Sharing your Middle Years Development Instrument (MDI) data with others is a necessary and critical step for catalyzing positive change to support the well-being and healthy development of all children. Indeed, through engaging in discussions about your MDI data with your colleagues and other stakeholders, you can help to raise awareness about the importance of child well-being and identify some of the factors that can either facilitate or hinder positive child development. Moreover, such discussions can help you in identifying both the strengths and challenges of children in your schools and community.
MDI reports provide valuable information on five dimensions of children’s lives inside and outside of school. These reports, therefore, are of interest to multiple stakeholders and can be a powerful tool in bringing together individuals from a variety of contexts, such as schools, community organizations, government, and health authorities. Together, these stakeholders can collectively engage in discussions about child well-being and identify ways to move from data to action. For example, MDI data can stimulate dialogue among educators within a school, support collaboration among community agencies and other youth serving organizations, or support leadership in identifying system-wide or school district-wide priorities.
Your audience is an important consideration as you plan to share your MDI data. You may be planning to share MDI data with different audiences, such as school staff, health workers, individuals from community organizations, and children. Below is a list of several of the audiences/agencies with whom you may consider sharing MDI data:
School leaders and educators can use MDI data as a foundation for setting short- and long-term goals regarding children’s social and emotional development, health and nutrition, well-being, and constructive use of time after school.
Given that the MDI provides important data on children’s engagement in activities during the after-school hours, including children’s wishes for after school time, agencies that provide after-school programs for children can utilize MDI data to help them better understand the children whom they serve.
Sharing MDI data with parents and caregivers can be a powerful way to help them gain a better understanding of the well-being and assets of all of the children in your school or district. It also can ignite important conversations about the ways in which children’s well-being, social and emotional competence, and assets can be promoted at school, at home, and in the community. For example, you can share with parents and caregivers some of the latest research about the importance of integrating social and emotional learning programs and practices into classrooms and schools – and highlight that recent science indicates that such approaches increase students’ academic achievement.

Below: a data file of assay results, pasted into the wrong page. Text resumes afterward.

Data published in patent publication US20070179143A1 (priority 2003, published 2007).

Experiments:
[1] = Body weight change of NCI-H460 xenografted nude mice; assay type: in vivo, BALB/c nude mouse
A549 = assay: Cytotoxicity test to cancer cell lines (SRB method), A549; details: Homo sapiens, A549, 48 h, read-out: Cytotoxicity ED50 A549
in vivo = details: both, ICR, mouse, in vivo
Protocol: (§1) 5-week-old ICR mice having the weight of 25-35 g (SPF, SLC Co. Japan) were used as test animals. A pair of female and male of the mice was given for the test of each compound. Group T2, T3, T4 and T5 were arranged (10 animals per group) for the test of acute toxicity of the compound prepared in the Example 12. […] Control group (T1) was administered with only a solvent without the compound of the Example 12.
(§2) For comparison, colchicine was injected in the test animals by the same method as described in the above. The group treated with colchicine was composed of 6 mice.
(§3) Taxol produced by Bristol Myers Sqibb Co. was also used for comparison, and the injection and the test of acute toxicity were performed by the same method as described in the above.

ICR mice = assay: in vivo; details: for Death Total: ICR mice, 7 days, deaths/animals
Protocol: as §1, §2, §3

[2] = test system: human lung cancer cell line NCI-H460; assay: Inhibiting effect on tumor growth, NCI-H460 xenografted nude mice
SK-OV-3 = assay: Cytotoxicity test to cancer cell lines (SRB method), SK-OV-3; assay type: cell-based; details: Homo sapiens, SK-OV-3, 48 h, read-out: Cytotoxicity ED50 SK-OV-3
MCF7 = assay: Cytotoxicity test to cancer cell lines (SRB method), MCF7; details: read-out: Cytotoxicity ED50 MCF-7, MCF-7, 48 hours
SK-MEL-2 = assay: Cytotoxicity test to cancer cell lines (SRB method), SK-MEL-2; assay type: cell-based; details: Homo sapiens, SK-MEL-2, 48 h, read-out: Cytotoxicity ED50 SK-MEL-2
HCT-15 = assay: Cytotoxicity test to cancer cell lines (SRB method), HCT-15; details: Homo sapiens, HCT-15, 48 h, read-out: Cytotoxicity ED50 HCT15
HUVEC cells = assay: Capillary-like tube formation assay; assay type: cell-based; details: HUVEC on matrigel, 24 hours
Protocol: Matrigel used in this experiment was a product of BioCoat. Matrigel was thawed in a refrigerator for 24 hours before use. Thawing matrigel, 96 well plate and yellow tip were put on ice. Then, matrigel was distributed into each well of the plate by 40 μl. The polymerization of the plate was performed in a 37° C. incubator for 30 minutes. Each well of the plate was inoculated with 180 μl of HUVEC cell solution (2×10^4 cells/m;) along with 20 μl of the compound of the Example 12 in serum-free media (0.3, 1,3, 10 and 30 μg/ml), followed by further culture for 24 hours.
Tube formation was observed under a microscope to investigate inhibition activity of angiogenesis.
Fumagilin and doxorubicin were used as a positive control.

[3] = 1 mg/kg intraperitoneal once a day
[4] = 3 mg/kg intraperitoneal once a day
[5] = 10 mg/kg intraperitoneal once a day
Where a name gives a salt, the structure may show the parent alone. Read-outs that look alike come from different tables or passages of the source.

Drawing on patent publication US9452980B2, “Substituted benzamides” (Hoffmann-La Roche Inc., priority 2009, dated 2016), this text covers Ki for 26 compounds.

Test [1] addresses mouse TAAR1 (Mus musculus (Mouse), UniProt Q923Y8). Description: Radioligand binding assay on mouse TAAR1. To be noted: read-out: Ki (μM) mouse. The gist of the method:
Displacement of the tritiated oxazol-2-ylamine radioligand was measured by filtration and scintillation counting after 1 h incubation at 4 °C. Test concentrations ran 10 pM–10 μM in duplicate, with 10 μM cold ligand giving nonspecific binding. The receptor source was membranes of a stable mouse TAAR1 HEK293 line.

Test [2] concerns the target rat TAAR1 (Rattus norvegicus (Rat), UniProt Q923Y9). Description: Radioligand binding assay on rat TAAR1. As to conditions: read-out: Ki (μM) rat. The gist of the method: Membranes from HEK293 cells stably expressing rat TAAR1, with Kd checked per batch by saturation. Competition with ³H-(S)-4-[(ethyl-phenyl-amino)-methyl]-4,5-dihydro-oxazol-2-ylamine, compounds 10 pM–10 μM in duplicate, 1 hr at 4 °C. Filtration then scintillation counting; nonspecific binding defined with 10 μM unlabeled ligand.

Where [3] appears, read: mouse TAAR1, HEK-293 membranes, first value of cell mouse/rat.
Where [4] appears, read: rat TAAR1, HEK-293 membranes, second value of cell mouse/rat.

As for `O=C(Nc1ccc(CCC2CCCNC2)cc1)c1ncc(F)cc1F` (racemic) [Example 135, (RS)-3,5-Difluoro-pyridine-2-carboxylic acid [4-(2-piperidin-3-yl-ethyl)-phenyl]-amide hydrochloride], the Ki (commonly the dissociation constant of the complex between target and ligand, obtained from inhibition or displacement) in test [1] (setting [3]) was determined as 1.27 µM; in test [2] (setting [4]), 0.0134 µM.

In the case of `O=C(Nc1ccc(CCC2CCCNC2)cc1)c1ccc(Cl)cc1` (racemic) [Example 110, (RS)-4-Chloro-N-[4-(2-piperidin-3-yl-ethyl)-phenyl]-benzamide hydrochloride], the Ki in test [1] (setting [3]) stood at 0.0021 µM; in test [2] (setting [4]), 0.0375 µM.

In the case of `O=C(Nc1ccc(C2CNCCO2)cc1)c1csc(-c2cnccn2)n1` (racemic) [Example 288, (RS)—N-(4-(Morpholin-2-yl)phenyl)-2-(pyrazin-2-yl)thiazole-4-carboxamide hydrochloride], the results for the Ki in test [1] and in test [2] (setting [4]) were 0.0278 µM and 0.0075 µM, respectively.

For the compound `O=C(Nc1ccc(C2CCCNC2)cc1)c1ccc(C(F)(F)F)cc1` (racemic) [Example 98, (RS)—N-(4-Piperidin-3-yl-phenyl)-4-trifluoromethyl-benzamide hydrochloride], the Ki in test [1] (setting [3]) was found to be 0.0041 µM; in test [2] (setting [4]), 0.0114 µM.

To support you in this, the MDI team has created some easy to share images [link to content for social media page] that highlight research on the middle years and ideas for moving to action with the MDI.
Once you have decided on the audience with whom you will share your MDI data, consider which report(s) are available and most appropriate for sharing. Please note that reports can vary by school system, province, and territory. Please check with the person responsible for the MDI project in your school system or community to see which reports are available in your area.
Due to the potentially sensitive nature of school-level reporting, The Human Early Learning Partnership (HELP) does not publicly release school reports. Instead, we encourage administrators to facilitate the sharing of school-level MDI reports with school staff and educators, as well as parents and children themselves. Learn more about how the Revelstoke school district has shared school-level data.
MDI School District Reports provide a comprehensive picture of the well-being of children in a specific school system. These reports combine the data from a district’s School Reports into district-wide summaries: one report for each grade that participated in the district. Neither individual children nor their answers are identifiable. Whether sharing data with school district staff or stakeholders across the community, School District Reports provide a wealth of information to explore.
In BC, MDI School District & Community Reports combine School District Reports with neighbourhood profiles and maps. Beyond providing rich data on the well-being of children in a specific school district, the maps and neighbourhood profiles can help with understanding neighbourhood contexts, the distribution of assets and well-being across a community, and understanding relative differences between neighbourhoods. These reports are publicly available and can be accessed here.
There are many ways to share MDI data: meetings, workshops, larger presentations, in school newsletters and social media, and in annual reports. MDI data might not even be the responsibility of a certain person to share, but the joint responsibility of a data or assessment team to explore together. Whether you plan to share your data, present it, or explore it as a team, the resources below can help or check out the Engagement Tools and Workshops pages for a full list of resources for sharing MDI data.
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